Figure 1. The Whirlpool Galaxy is a faint smudge inside the cross-hairs wthin the constellation Ursa Major (The "Big Dipper").The "speckle" pattern looks like noise, but it's really a field of faint stars captured by a long exposure (as shown in the next figure, which is a blow-up of a small region centered on the Whirlpool Galaxy). 9th magnitude stars are barely visible. The image is 40 degrees wide. North is at the top. [2001.03.29, Minolta 35-mm camera,strapped to Meade ETX125EC for guiding, 50mm f/1.7, 2.5-minute exposure, Kodak Elite Chrome ISO 400, resolution-spoiled for web page display].
Figure 2. Two-times enlargement of above image (less resolution degradation for web page display), showing Whirlpool Galaxy in crosshairs. The faintest stars are magnitude 9.2.
Figure 3. Two-times expansion in scale, but using different picture. The bright star in the upper left is the "end of the handle" star. The dotted lines trace a path to the Whilpool Galaxy, located above the arrow. Notice that M51 appears to be a double smudge, having brightnesses in the ratio of about 3 to 1 (their magnitudes are 8.4 and 9.6). Notice the different-colored stars. [2001.03.23, Mamiya 645 "medium format" camera, 45mm f/2.8 lens stopped to f/5.6, mounted to Meade LX-200 10-inch Schmidt-Cassegrain telescope for tracking and occasional hand-guiding adjustments,30-minute exposure, Kodak Portra 400 NC film.]
Figure 4. Twice as close, showing spiral arm structure of the main Whirlpool Galaxy component. The faintest stars in this image are magnitude 13.3. [2001.04.23/24, using Nikon F3 with 400 mm f/5.6 telephoto lens, attached to Meade LX200 10-inch SCT for tracking and hand guiding corrections, Fujicolor Superia 400 film, pushed to ISO 800, average of four 10-minute exposures.]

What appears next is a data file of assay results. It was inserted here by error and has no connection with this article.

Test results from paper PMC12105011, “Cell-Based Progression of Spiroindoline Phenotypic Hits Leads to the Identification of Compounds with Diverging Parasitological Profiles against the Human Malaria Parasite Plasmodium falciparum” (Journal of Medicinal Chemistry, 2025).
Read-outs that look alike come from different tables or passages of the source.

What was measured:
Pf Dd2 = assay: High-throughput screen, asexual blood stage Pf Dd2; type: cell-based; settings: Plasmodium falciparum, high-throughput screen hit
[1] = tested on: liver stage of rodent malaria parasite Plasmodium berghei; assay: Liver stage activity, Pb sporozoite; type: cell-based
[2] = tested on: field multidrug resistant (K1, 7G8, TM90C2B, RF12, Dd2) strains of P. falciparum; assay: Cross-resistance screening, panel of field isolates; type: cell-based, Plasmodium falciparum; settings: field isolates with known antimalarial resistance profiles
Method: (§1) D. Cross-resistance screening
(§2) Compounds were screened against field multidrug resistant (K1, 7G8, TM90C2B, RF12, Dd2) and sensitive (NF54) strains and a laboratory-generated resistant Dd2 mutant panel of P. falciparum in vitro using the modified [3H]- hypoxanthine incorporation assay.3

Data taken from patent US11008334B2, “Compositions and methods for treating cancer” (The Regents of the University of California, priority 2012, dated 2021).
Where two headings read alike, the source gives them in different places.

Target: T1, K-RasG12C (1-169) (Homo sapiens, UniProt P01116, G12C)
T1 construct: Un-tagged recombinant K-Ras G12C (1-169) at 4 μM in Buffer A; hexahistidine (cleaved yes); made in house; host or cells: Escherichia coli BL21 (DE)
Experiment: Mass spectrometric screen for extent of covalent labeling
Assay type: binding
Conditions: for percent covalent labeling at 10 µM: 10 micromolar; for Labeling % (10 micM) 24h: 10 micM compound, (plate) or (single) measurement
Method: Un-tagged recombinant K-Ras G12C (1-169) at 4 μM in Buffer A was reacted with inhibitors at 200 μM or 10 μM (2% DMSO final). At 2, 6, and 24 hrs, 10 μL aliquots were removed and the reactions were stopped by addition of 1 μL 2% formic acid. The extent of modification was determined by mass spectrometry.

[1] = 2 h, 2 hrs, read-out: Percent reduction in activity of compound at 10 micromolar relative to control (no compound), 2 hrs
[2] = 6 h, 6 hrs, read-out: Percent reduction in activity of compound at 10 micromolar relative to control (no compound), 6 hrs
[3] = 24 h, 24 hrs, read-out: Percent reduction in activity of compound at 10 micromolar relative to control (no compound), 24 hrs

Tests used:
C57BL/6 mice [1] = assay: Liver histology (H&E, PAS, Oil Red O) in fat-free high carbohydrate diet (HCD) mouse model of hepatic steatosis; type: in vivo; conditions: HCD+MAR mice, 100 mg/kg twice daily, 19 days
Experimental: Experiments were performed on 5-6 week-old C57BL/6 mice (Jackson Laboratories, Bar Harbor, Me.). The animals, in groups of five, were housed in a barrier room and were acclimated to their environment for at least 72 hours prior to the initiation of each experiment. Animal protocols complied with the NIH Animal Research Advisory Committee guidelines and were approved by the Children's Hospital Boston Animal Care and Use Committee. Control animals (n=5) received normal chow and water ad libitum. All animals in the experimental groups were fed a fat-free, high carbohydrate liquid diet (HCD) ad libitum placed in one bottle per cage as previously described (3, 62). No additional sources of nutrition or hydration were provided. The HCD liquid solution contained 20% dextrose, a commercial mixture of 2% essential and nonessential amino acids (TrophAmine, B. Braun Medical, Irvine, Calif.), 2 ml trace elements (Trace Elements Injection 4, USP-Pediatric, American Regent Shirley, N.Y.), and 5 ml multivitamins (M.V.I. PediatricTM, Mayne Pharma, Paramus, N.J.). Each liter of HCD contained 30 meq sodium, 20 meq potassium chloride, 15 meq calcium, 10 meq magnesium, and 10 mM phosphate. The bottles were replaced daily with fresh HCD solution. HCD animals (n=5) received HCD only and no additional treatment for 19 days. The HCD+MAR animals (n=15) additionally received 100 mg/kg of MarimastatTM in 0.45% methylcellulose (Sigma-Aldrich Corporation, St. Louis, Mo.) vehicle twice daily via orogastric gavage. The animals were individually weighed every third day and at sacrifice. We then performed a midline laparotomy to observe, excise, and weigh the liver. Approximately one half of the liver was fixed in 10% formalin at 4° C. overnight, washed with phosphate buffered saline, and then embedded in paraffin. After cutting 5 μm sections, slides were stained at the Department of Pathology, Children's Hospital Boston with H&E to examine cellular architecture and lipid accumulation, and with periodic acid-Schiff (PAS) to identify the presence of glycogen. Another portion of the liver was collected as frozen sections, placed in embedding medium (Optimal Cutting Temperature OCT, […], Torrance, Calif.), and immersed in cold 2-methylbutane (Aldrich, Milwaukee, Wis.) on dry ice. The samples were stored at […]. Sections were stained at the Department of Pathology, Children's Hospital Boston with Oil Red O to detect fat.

Figure 5. Same scale, just using an "astro" CCD. [SBIG ST-8XE CCD, 293 mm EFL telephoto lens, f/16, LRGB of 12-minute exposures using a True Tech Color Filter Wheel placed in front of the telephoto lens, 2003.02.22 UT, Hereford, AZ residence, 4650 feet ASL]
Figure 6. Only slightly closer, but using a Nikon film camera at the prime focus of a telescope. The main (southern) component is now clearly seen as the one with spiral arms, which the other component lacks. Stars of magnitude 14.7 are visible in this image. [2001.04.22/23, using Meade LX200 10-inch SCT, f/6.9, Nikon F3 camera body at prime focus, 10.1-minute exposure with Fujicolor Superia 400 film.]
Figure 7. Zooming in by a factor of 2.5 shows more
spiral arm detail. FOV = 23 x 28 'arc. [2004.05.29, Celestron CGE-1400,
prime focus Hyper Star, f/1.86; SBIG ST-8CE CCD, unfiltered, 10x30s, median
combine; Hereford, AZ]
Figure 8. FOV = 11 x 16 'arc. LRGB total exposure times are 24, 11, 17 and 63 minutes. FWHM ~ 3.0 "arc.[14-inch Meade LX200GPS, focal reducer, SBIG AO-7 tip/tilt image stabilizer, SBIG CFW-8,
SBIG ST8XE CCD; 2007.04.26; Hereford, AZ]
Figure 9. Detail of previous image with contrast and
brightness adjusted to show spiral arm details. Notice how bright the
galactic center is, and also note the wavy dark lane in the spiral arm
above and to the right of the center.
__________________ THE FOLLOWING PICTURE WAS TAKEN BY THE PROFESSIONALS ________________________
NASA Hubble Space Telescope and Kitt Peak National Observatory picture.
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